ISTANBUL, TURKEY - Turkish President Recep Tayyip Erdogan is vowing he won't back down in the deepening dispute with Washington.
"They were not able to make us collapse and they never will. If they have their dollars, we have our God. We will walk toward the future together with firm steps,” Erdogan said to thousands of party members at the national congress of his ruling AKP Party in Ankara.
Turkey’s currency plummeted this month following Washington’s trade tariffs and sanctions, as bilateral tensions escalated. Those tensions intensified Friday when a Turkish court ruled for the continued detention of American Pastor Andrew Brunson.
Brunson, who is being tried on terrorism charges, is a big part of the disagreement between the two NATO allies. Before Friday’s ruling U.S. President Donald Trump tweeted, “Turkey has taken advantage of the United States for many years,” adding, “We will pay nothing for the release of an innocent man, but we are cutting back on Turkey.”
Strain over Brunson’s ongoing detention cased the Turkish lira to fall Friday. Further declines of the Turkish currency are anticipated because of expected additional U.S. sanctions. "We have more that we are planning to do if they don't release [Mr. Brunson] quickly,” said U.S. Treasury secretary Steven Mnuchin on Thursday.
The Turkish lira has lost nearly 40 percent recently, with roughly half of the losses this month.
Istanbul’s Kadikoy neighborhood is the heart of the Asian side of the city. Shops and traders are struggling to come to terms with the wild gyrations in the currency's value.
Stores depending heavily on imported goods are among the hardest hit.
"Ninety percent of the goods we sell are imported goods,” said Taylan Akcora, a sporting goods shop owner in Kadikoy.
“They are all brands [we sell] and imported to Turkey from the Far East,” he continued. “There are firms who import them [shoes], we buy all our goods from the Turkey distributor of the brand. They will surely put up the prices.”
Turkey is no stranger to a currency crisis, all of which invariably resulted in a surge in inflation and unemployment. The country’s heavy dependence on imports is exacerbating the impact of the currency depreciation. Energy-poor Turkey imports more than 90 percent of its oil and natural gas.
Aslan Yuce runs a tea shop on Kadikoy's main street. Yuce claims fear of the future is stalking the streets.
“No one is feeling secure. There is no one looking at the future with hope,” he said. “I am a shop owner here, and I see people passing by, everyone looks grim, or thoughtful as if they all lost their hopes about their lives. There is such a psychological situation here,“ Yuce added.
However, it’s the sick who could be the first to suffer. “The rise in the value of the U.S. dollar and the general foreign exchange rate will drastically affect our pharmacy sector, which is so dependent on imports,” said Guliz Kaptan, who has owned a pharmacy in Kadikoy for 30 years.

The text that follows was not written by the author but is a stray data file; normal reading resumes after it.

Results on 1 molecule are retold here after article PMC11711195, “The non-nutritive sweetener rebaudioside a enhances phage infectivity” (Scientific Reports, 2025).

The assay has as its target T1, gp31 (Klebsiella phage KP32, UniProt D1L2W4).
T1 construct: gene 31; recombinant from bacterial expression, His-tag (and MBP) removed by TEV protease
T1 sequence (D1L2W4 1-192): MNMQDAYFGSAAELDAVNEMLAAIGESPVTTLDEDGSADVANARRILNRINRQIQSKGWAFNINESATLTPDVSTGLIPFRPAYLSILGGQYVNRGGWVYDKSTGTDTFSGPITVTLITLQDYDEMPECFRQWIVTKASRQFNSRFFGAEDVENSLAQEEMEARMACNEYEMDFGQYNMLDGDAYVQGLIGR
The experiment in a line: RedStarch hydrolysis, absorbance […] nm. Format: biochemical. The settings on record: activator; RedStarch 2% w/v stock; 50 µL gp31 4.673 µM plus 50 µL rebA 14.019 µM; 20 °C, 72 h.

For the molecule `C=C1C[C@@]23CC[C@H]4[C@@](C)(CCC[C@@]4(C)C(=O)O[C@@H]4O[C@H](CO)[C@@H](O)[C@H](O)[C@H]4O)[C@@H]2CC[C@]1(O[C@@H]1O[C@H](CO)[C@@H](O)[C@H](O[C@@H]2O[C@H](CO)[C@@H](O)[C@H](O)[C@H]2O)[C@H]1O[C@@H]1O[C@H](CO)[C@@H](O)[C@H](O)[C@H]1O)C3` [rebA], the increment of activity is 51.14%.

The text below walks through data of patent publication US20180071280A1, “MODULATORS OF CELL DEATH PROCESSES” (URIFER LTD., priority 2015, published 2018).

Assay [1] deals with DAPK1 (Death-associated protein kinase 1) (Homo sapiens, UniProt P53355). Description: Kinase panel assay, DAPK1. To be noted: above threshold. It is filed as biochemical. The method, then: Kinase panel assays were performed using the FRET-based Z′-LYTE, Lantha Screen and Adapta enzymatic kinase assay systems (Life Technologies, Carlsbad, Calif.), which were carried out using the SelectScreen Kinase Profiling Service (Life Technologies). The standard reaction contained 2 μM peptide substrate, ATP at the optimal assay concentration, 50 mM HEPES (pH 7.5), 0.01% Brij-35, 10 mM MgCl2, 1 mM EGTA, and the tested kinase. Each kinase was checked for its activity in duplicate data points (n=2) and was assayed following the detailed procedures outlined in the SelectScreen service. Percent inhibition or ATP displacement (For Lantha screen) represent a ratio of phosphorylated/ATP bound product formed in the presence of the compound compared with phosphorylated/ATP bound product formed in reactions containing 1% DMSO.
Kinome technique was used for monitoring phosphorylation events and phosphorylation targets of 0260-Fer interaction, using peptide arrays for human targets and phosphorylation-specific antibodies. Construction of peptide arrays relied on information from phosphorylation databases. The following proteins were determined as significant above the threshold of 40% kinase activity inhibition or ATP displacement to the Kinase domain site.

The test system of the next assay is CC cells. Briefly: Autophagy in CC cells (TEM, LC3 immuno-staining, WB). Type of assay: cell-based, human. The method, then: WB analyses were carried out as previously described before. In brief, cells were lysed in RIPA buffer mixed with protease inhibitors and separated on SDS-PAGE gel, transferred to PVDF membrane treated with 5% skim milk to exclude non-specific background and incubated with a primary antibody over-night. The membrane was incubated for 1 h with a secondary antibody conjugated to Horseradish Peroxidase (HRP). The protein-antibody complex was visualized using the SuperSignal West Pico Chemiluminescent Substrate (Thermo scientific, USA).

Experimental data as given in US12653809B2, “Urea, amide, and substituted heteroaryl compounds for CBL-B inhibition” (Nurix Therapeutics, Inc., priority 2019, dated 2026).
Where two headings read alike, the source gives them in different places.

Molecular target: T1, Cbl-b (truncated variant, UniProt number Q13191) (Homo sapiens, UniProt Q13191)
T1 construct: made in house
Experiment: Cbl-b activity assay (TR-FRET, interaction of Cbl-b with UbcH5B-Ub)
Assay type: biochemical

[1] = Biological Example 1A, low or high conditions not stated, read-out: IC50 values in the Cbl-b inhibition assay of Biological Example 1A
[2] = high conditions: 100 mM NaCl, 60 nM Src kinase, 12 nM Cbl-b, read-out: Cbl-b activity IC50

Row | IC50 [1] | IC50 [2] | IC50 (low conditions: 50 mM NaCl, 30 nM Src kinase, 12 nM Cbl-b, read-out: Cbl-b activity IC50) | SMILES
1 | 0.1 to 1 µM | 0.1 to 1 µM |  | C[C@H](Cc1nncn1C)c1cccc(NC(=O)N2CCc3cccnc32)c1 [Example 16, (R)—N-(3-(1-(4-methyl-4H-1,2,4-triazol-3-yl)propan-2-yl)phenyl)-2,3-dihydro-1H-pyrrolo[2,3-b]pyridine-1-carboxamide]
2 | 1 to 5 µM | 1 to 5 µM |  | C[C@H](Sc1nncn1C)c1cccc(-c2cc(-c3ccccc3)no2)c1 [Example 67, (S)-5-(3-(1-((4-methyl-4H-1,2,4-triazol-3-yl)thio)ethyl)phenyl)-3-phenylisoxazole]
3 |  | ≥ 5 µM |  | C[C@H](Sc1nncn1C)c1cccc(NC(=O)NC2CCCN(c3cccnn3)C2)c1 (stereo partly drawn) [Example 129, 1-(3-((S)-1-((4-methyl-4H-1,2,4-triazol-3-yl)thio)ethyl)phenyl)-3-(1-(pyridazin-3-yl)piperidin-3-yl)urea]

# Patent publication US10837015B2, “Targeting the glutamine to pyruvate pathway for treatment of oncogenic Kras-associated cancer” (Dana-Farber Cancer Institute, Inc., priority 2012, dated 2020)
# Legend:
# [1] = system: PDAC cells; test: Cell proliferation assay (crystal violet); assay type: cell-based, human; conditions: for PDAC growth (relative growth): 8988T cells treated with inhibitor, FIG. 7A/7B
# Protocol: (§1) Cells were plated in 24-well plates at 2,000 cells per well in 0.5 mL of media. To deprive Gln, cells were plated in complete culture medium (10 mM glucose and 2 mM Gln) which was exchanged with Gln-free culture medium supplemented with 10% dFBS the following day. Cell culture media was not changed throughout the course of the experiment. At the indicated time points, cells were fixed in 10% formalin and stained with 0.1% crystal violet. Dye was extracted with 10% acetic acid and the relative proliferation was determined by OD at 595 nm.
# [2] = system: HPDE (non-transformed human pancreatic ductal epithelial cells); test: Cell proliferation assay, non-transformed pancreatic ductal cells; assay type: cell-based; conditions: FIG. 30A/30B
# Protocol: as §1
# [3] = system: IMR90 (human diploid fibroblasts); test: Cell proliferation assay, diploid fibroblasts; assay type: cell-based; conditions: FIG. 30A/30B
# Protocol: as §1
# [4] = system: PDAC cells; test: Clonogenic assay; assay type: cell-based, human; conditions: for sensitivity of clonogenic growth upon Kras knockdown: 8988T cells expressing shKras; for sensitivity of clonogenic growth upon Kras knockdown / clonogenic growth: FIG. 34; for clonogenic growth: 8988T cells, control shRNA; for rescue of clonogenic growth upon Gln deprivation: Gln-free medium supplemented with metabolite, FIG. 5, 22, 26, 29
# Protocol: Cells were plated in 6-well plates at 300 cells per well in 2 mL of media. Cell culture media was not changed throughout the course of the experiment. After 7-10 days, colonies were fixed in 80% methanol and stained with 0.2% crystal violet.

“Turkish pharmaceutical producers will not even be able to purchase the active ingredients for the current selling price of the medicine on the shelf,” Kaptan added.
Much of the medicine used in Turkey is paid for at least in part by the government. President Erdogan expanded a social security network, especially for health. With rapid currency declines, however, cutbacks already have started.
“Another effect, under precautionary economic measures taken by the government,” Kaptan said. “The national health insurance has stopped paying for best-selling imported medicines, including anti-depressants.”
Further cutbacks could be in the offing with the uncertainty about the Turkish lira and for the broader economy. Two international credit rating agencies recently downgraded Turkey’s sovereign debt further into junk status.
The ratings agencies both voiced fears about the management of the economy. “Over the last two weeks, the Turkish lira has exhibited extreme volatility," said Standard and Poor's rating service in a statement Friday. "This follows Turkey's prolonged economic overheating, external leveraging, and policy drift,” S&P added.
Erdogan insists the Turkish economy remains strong, and the currency drop is a result of “economic missiles” from Washington. Economists warn even if the Turkish president reverses his stance and adopts steps called for by international investors, a painful road awaits Turkey. “It's too late,” said analyst Atilla Yesilada of Global Source Partners.
“You can solve the currency problem. You can solve the political problems, but it's too late to save the economy. A Brazilian type of recession has started. For the next year or two, Turkey will not grow. It will shrink in some quarters, a quarter of a percent of growth in some others. However, it's going to be extremely painful,“ added Yesilada.